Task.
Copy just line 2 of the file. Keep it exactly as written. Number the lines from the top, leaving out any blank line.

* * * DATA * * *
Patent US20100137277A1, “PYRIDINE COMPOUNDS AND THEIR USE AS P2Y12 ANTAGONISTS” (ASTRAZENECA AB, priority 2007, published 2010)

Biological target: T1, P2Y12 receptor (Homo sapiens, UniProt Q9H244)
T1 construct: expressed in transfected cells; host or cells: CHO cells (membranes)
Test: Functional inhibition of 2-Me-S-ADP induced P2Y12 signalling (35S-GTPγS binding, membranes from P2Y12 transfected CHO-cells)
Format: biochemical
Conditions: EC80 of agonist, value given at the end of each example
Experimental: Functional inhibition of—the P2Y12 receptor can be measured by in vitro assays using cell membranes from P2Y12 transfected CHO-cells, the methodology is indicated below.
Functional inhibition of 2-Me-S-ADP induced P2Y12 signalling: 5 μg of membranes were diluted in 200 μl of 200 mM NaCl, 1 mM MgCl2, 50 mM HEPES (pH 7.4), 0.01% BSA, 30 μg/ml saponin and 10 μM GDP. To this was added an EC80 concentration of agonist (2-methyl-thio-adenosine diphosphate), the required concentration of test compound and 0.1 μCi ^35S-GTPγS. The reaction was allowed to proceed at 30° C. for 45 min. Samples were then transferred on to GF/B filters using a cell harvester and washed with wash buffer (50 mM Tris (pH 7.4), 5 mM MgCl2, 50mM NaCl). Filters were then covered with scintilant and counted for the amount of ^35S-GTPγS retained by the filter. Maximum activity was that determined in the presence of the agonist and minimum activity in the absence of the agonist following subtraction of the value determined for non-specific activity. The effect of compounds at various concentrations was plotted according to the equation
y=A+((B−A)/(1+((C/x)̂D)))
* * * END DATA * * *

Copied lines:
Biological target: T1, P2Y12 receptor (Homo sapiens, UniProt Q9H244)